British distribution (genus): Widespread and common, terrestrial, freshwater, estuarine and marine.
Vaucheria species are common algae in various freshwater habitats, on soil (forming felt-like patches), on estuarine mud and amongst higher plants in saltmarshes. One British species, V. piloboloides, is described as "truly marine", growing near and sometimes below the low water mark in sheltered bays in S.W. England (Christensen, 1987).
The thallus is filamentous and siphonous, i.e. thallus consisting of multinucleate, branched tubes rather than subdivided by cross walls into normal cells. The central part of the filament is occupied by a large vacuole, the chloroplasts consequently parietal (i.e. layered adjacent to the cell wall) and tending to be aligned parallel to the filament axis. Christensen points out that the ability to stream cytoplasm and nutrients along the filament, unimpeded by cross walls, allows these algae to survive when part of the thallus is buried by silt in saltmarshes or when parts of the thallus are subject to partial dessication on a soil surface. Vaucheria can be regarded as a more successful colonist of terrestrial habitats than are most other filamentous algae.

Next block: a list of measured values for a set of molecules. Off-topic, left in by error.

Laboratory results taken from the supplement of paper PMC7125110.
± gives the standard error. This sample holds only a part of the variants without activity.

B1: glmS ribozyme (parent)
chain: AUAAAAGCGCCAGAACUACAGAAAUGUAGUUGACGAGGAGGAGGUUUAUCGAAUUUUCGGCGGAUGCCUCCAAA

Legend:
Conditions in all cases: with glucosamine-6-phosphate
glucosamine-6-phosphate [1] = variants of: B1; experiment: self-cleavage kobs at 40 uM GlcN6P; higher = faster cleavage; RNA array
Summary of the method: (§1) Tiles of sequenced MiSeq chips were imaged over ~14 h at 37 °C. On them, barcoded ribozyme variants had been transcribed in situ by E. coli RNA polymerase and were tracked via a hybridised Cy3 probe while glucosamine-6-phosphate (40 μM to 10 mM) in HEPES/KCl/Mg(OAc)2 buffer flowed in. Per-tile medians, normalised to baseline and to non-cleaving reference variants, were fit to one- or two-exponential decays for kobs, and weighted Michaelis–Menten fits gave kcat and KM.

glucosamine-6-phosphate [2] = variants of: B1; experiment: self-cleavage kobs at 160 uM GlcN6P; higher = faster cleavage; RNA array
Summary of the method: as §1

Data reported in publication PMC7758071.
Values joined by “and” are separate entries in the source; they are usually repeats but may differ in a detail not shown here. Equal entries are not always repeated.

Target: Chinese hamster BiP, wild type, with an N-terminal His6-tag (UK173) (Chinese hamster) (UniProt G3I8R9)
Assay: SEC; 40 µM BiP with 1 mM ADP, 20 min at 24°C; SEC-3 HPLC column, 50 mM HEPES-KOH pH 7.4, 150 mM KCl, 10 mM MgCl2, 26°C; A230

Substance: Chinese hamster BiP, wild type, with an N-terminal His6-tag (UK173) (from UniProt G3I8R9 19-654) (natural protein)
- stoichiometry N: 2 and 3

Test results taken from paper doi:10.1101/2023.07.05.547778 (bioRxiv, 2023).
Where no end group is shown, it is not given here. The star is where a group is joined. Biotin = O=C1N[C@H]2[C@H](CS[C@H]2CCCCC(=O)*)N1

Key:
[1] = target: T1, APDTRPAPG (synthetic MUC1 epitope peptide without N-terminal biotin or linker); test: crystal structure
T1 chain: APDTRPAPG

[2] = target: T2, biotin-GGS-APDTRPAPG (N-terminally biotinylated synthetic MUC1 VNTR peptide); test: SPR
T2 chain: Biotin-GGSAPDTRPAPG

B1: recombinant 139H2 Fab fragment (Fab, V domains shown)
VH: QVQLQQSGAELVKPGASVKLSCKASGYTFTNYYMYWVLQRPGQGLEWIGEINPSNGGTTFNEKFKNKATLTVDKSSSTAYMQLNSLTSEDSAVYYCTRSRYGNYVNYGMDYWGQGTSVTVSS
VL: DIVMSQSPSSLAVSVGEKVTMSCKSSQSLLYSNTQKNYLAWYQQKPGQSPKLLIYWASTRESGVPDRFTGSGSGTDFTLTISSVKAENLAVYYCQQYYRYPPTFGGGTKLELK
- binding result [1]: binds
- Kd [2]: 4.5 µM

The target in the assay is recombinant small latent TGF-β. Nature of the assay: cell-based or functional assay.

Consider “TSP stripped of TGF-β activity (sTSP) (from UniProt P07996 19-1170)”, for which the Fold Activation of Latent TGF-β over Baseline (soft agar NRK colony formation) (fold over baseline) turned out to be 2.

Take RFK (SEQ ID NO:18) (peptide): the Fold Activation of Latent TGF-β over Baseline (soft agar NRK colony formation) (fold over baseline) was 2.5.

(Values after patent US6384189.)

As is typical of the Xanthophyta, Vaucheria contains chlorophyll a and c, and lacks chlorophyll b (which is characteristic of the Chlorophyta) and fucoxanthin (which is characteristic of the Chrysophyta and Bacillariophyta). Diagnostic details of the Xanthophyta are beyond the intended scope of this page but are set out in algal textbooks such as Van den Hoek (1995). Sexual reproduction is öogamous - öogonia contain single egg cells which are fertilized by motile gametes, spermatozoids, released from antheridia. Some species produce asexual motile, multiflagellate spores, synzöospores, which are considered to be composed of numerous zöospores that remain united in a single, composite structure.
There are a number of species of Vaucheria known in Britain. L.R Johnson & R. Merritt (in John et al., 2002) recognise 20 British species of freshwater and soils; Christensen (1987) recognised 15 British species of saltmarshes and other estuarine and marine habitats, with only three species common to both works. Hardy and Guiry (2006) list one additional species more recently recorded in Britain. Identification depends on details of antheridia and öogonia, so no specific name is suggested for the vegetative filaments shown as photographs here.
Photographed material: free-floating in peaty water in Betula / Salix carr adjacent to a peat-bog on Gleniffer Braes, Renfrewshire, April 2001.